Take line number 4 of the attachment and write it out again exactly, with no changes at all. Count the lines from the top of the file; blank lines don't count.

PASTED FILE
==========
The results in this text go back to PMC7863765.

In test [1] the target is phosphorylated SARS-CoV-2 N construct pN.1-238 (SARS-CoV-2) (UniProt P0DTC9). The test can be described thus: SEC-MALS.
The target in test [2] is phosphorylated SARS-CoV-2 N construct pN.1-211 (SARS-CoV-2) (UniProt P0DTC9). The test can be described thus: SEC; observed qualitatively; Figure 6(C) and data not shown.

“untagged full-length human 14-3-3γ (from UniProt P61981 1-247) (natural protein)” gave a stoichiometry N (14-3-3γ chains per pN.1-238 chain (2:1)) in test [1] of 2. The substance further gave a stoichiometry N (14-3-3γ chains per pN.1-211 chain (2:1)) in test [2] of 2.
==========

“untagged full-length human 14-3-3γ (from UniProt P61981 1-247) (natural protein)” gave a stoichiometry N (14-3-3γ chains per pN.1-238 chain (2:1)) in test [1] of 2. The substance further gave a stoichiometry N (14-3-3γ chains per pN.1-211 chain (2:1)) in test [2] of 2.